It may seem like chasing a trend but in my eyes at least, it's a sensible move because these developments are far from fads -- they are soon to be the new norm.
Google is already claiming that 55% of teens and 41% of adults are using voice every day, although I would add that I would imagine a lot of these are just requests for Alexa to find a song or Google to dim the lights. This is where the vast majority of activity is right now, but comScore is predicting that as soon as 2020, half of searches will be made via voice.
The reason is simple. Voice takes away the "friction" of entering a password on a mobile device or booting up a PC to ask a question. Just the act of speaking alone is estimated to be nearly four times quicker than typing. Plus, we now have helpful assistants at the press of a button on a mobile or waiting inside a smart speaker, poised to search the net and bring us back a near instantaneous answer with no need to fire up Google and get typing.
Crucially, the real reason that this has taken off is not just because it reduces friction and is widely available. The real reason for the rapid growth of voice is that it works. Research has shown that voice technology surpassed the 95% recognition success rate benchmark during last year. This is crucial because, the scientists believe that with any less than 95% systems are too frustrating to talk to.
At the moment, e-commerce is tiny for voice. The big uses are calling someone, finding out what is on at the cinema, getting directions, dictating texts and answering homework questions. However, voice commerce will come. When it does, brands will want to be the snippet that Amazon or Google reads out when their sector is searched for, and so it's of no surprise at all that a London agency has decided to set up a specialist shop to prepare brands for the new wave of interaction.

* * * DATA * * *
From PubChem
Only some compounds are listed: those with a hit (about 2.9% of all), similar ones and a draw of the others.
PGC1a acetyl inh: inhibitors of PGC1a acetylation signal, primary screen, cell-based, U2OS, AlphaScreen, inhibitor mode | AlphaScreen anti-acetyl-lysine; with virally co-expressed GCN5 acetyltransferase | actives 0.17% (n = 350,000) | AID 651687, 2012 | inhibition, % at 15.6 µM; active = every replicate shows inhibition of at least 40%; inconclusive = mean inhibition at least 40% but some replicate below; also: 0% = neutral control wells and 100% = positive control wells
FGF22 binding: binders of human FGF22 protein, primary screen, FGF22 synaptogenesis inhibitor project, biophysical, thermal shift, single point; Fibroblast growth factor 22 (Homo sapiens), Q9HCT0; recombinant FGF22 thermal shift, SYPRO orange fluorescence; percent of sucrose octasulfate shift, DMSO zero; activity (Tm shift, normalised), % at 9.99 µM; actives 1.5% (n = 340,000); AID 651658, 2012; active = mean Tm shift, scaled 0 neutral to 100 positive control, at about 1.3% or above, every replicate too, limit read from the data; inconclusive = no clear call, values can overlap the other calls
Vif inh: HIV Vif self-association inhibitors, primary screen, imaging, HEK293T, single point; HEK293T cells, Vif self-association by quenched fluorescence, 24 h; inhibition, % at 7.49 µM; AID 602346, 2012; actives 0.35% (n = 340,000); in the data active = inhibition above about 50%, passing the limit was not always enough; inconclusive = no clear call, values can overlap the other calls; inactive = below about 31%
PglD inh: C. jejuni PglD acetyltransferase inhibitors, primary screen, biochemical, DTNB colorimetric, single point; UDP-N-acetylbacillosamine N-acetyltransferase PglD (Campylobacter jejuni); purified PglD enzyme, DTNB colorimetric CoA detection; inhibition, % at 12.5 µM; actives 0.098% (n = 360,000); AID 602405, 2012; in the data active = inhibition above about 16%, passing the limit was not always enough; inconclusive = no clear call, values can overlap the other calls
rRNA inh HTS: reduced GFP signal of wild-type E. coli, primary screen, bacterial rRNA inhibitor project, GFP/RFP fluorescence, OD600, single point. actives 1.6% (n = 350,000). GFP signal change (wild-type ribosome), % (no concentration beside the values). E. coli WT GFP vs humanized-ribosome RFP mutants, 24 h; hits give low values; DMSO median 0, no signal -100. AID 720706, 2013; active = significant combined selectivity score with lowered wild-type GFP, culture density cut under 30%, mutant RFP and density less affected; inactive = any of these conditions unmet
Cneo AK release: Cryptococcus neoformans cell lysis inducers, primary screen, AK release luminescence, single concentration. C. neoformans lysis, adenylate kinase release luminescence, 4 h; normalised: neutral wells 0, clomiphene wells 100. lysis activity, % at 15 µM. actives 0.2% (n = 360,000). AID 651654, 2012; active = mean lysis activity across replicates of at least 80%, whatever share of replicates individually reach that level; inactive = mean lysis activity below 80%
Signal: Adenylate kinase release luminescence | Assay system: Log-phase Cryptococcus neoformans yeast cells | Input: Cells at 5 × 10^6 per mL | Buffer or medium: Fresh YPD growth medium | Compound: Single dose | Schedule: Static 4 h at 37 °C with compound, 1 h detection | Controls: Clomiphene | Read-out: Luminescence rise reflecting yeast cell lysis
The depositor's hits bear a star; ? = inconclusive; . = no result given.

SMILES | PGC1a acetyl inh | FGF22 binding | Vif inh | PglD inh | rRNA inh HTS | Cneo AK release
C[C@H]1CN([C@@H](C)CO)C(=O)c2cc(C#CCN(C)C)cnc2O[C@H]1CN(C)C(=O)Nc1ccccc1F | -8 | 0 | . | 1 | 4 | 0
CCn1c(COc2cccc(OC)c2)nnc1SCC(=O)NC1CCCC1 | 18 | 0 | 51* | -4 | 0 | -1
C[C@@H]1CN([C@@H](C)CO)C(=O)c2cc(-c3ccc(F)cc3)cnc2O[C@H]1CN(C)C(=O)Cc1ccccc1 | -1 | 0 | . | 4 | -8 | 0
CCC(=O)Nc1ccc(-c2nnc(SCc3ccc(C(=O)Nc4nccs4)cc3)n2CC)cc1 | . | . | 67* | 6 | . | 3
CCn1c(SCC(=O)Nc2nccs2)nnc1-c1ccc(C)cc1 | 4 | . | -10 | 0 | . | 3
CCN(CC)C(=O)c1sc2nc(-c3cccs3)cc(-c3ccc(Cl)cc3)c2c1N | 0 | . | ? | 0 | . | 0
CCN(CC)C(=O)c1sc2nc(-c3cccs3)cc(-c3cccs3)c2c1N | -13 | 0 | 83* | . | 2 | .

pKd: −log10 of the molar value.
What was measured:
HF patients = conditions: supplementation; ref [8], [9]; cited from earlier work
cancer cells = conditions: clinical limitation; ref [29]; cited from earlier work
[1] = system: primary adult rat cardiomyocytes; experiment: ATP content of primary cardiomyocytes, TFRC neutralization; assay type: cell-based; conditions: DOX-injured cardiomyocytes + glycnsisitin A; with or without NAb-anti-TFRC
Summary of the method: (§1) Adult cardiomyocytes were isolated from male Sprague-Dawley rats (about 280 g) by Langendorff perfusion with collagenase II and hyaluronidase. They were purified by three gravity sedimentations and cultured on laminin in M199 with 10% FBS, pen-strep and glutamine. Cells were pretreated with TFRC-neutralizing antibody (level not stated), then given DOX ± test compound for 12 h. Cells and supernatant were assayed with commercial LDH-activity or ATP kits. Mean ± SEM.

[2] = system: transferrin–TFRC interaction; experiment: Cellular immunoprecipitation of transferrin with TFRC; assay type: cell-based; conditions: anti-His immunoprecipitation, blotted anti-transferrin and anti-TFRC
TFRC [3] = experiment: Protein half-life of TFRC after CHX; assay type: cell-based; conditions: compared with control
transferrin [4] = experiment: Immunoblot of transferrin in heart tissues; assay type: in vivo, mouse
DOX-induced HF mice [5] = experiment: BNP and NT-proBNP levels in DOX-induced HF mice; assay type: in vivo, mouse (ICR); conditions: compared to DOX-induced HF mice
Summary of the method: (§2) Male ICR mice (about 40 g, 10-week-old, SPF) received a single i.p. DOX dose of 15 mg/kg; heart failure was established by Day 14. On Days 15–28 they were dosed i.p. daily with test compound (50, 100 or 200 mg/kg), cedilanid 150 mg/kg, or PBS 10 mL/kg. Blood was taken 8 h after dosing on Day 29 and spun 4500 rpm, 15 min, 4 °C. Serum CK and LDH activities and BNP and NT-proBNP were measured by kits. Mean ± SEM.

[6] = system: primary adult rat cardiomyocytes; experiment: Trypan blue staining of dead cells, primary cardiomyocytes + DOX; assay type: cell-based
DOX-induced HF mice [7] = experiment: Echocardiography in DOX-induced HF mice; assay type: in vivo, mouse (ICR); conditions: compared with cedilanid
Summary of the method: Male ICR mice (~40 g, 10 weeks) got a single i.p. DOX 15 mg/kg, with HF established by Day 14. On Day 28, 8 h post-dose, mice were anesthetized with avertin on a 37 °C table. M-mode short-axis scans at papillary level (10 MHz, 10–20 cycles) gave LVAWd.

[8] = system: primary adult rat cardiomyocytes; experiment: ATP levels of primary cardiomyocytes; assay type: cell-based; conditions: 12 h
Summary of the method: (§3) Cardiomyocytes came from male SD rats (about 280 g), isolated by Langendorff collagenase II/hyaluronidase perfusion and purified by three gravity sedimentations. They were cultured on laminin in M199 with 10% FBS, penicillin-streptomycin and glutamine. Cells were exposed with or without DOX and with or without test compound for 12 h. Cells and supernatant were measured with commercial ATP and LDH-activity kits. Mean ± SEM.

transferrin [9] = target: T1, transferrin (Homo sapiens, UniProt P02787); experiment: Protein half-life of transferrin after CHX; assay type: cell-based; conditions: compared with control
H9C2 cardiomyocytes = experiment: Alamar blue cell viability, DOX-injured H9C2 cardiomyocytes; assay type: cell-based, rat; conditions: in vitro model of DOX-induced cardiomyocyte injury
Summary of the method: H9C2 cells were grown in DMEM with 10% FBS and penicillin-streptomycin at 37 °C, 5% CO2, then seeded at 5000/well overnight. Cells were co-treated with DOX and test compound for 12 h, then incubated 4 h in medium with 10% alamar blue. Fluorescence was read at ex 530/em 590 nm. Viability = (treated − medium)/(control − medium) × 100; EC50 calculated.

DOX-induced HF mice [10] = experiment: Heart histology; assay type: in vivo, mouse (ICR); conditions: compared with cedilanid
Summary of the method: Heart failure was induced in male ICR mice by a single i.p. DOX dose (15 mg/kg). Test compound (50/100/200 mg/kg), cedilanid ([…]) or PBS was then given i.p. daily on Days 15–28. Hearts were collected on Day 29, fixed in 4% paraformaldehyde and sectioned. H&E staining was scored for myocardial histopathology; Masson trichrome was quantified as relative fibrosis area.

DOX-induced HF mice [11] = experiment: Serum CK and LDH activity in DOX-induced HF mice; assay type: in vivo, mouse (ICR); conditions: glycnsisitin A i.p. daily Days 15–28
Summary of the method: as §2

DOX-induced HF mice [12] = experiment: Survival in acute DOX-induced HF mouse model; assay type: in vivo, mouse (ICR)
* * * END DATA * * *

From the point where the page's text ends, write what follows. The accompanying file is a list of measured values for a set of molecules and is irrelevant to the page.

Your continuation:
Speaking of which, we also have visual search and commerce. Instagram has just made posts shoppable and Snapchat has partnered with Amazon to allow photographs of goods to be identified and the user taken to a page where they can be bought. Google has committed itself to make its Google Lens service a part of everyday Google searches so an object in a picture can be searched for and ordered.
It's a massive shift in how we shop and how we interact with brands that is set to stay. The first wave of the internet involved lots of text on computer screens and then the second was all about clearer info making items "orderable" or "actionable" at the touch of a button on a smartphone screen. The third wave will be about voice and visual on mobile devices and smart speakers.
I think it's safe to say that with such a massive shakeup big agencies launching voice and visual shops will become the norm, and that Mindshare is at the head of this curve.